On display and steaming at the museum was the "celebrity" steam locomotive Eureka, which once ran in Northern Nevada on the Eureka & Palisade Railroad.
Pulling the museum's excursion train was ex-Union Pacific 844 — of course, not that 844, but the diesel locomotive that obliged UP to renumber the steamer to 8444 until the diesel unit was retired. There's no danger of this diesel unit causing confusion on the main line, as the Nevada Southern's tracks are now physically severed from the national network, as they are paved over at the US-93/95 grade crossing at Railroad Pass.
Unfortunately for us, because of high demand for the NSRY's "Santa Trains," the 10 AM and 11 AM excursions were sold out, and we weren't prepared to wait two hours for the first open train.
We did spend about 45 minutes looking around the museum exhibits, including this locomotive used on the Nevada Test Site's Jackass & Western nuclear-rocket-development program, about which I wrote on Thursday. We did not know the NSRM had the J&W unit, but it made for a nice bookend on our visit.
On the museum's lower lot is an extensive 7 1/2-inch gauge live-steamer railroad.
I recorded Eureka backing down the short length of demonstration track (no, this video is not running backwards), and then we got out of the bitterly cold wind and headed north again.
More photos are in my Nevada Southern album on Flickr.
We're a little disappointed at missing the train ride, but we'll try again someday. Upon some thought, we realized that if we'd come all the way to Las Vegas on Day 1 of this trip (instead of stopping at Tonopah), we probably could have caught the first train of the day on the Saturday, then continued on to Arizona. Maybe we'll make a trip to Las Vegas just to ride trains some day.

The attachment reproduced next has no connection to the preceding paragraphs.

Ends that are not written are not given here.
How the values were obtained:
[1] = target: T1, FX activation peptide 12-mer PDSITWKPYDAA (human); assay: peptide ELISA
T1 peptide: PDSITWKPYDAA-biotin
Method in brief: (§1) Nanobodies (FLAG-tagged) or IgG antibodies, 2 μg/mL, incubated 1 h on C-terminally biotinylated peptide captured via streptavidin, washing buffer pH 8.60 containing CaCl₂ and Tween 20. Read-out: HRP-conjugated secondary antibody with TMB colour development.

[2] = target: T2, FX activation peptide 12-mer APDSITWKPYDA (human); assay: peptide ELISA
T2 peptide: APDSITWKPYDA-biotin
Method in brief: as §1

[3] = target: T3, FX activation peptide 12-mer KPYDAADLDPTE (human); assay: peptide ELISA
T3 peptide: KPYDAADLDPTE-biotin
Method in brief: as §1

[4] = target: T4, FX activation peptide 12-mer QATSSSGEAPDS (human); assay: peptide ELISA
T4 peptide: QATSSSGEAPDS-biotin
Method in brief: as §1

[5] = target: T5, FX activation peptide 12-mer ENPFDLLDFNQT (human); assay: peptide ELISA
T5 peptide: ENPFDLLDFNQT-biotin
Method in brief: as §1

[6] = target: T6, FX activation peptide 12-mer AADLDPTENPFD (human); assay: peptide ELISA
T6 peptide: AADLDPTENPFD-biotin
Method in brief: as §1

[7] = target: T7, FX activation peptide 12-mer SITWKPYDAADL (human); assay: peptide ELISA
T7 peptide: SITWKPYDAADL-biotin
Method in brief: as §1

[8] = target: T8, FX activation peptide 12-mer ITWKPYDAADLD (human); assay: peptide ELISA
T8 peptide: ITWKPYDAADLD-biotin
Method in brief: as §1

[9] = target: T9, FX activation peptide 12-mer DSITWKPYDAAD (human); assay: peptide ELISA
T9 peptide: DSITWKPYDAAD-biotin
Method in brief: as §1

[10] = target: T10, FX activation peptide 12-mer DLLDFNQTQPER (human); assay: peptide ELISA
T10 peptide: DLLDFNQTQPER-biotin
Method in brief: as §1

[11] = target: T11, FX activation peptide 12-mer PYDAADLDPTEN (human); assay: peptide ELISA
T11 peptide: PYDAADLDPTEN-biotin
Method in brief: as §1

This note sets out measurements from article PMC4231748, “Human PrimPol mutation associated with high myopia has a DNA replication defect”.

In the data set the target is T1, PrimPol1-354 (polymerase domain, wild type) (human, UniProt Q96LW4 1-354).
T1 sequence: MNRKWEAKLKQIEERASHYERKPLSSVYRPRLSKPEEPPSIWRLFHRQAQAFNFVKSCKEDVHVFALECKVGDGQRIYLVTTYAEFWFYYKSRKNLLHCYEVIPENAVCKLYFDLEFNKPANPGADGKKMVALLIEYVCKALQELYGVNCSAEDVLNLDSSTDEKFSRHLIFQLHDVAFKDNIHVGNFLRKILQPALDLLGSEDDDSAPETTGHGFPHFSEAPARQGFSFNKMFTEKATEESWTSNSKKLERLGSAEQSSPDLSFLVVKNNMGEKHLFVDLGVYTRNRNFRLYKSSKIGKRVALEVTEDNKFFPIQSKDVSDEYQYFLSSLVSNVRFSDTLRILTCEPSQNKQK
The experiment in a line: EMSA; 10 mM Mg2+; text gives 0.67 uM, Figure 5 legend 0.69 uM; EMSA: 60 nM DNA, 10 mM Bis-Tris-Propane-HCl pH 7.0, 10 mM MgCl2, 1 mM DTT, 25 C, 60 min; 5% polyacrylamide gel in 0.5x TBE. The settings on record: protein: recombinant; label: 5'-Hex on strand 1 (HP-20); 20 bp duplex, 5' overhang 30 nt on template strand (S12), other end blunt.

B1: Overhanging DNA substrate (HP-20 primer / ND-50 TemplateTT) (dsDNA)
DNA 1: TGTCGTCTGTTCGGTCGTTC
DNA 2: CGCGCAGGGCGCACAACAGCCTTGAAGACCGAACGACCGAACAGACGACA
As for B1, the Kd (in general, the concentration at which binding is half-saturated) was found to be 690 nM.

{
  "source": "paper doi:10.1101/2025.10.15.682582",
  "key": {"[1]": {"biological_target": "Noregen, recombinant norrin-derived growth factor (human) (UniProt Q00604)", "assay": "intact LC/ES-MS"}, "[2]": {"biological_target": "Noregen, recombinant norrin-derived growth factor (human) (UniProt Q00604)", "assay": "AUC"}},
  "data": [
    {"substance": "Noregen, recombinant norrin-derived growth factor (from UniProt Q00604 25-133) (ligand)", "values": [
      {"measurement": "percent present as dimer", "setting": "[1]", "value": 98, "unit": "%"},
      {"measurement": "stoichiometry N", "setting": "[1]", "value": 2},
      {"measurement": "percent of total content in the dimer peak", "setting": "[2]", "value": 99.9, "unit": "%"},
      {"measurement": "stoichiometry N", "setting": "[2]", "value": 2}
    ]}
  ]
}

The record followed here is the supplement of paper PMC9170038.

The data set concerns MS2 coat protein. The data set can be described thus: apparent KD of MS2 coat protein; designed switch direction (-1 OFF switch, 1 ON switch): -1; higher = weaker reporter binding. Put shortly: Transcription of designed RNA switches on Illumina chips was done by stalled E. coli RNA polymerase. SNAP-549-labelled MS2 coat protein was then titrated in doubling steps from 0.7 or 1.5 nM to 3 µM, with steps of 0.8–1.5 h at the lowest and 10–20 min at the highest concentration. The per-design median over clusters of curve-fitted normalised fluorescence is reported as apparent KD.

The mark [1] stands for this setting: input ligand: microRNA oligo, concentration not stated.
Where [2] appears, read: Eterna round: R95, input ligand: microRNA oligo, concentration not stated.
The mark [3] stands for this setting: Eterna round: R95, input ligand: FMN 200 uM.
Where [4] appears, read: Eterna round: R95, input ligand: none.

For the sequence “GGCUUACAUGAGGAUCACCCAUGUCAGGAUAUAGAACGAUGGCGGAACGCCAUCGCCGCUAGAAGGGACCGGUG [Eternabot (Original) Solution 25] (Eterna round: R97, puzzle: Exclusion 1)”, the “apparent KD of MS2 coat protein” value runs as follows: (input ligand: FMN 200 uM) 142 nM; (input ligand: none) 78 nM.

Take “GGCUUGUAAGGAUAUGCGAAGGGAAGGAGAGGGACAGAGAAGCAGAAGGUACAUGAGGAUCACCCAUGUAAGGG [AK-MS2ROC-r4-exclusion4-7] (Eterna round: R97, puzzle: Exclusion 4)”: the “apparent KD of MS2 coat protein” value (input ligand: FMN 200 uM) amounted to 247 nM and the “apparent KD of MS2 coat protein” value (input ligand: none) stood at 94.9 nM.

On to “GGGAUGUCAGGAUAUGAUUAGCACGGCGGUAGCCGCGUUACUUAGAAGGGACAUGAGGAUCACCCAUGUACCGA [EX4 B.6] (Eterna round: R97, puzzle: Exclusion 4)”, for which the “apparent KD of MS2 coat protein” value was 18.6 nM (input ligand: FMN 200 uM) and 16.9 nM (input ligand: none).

Although we weren't able to ride the trains today, we did stop at the Railroad Pass Casino and have brunch. We concluded that this turned out to be the best price-value buffet of the trip. They had a better omelet bar (including crab and shrimp) and better hash browns (almost as good as Waffle House), for a better price than the fancier places at which we dined earlier in our stay. Oh, and as we were leaving, we saw the NSRM train pulling in as the first half of the next hour's excursion. It's a shame that they can't figure out a way to make it possible to start your trip from either end of the line, possibly riding down to the Casino, spending an hour or two there, then riding back to Boulder City.
Although our original schedule was toast, that was not a problem, inasmuch as today's trip was the relatively short Las Vegas (revised to Boulder City) to Tonopah, only 235 miles according to Google Maps.
North of Indian Springs, the freeway ends just past the exit for Mercury, the current road to the Nevada Test Site. However, just north of there is the older road to the site.
However, this is about as close as you can get to the site. The actual test sites are on the other side of those mountains in the distance.
Lisa drove all day today, as she has all the way from Albuquerque, and I'm grateful for it, as I haven't really felt very alert most of the day. But even Lisa was showing the wear of fifteen days on the road, and we were really happy to pull in to the Tonopah Station Hotel about 4 1/2 hours after we left Boulder City.
Although our room here at the Tonopah Station is an ordinary room, we did get a sort-of upgrade: they gave us one of the three standard (non-handicapped-configured) rooms in the hotel for which you do not need to negotiate stairs. This allowed us to use their luggage cart without having to haul bags up a flight or two of steps.
Tomorrow is the final day of the trip. We like to travel, but we're going to be glad to be home.